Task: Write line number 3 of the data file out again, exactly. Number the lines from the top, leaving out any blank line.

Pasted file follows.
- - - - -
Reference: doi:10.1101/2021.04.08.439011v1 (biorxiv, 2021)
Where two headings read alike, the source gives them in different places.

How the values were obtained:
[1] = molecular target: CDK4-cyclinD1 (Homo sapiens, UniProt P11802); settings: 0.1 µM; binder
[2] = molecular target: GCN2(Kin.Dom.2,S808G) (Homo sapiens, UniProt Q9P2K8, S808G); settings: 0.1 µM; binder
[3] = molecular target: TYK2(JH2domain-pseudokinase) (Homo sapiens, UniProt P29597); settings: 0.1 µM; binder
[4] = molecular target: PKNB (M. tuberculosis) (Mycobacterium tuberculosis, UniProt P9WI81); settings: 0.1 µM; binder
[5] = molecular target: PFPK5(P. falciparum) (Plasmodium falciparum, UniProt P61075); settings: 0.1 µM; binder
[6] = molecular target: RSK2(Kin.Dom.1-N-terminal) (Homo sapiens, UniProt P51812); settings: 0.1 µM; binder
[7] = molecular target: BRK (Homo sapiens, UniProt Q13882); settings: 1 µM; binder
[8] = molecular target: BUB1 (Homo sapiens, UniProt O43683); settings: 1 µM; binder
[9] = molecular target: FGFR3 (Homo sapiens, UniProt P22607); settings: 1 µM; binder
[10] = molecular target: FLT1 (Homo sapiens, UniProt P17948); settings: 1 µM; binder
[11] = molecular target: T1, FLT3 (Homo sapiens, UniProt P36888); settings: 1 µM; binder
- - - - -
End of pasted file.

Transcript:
How the values were obtained: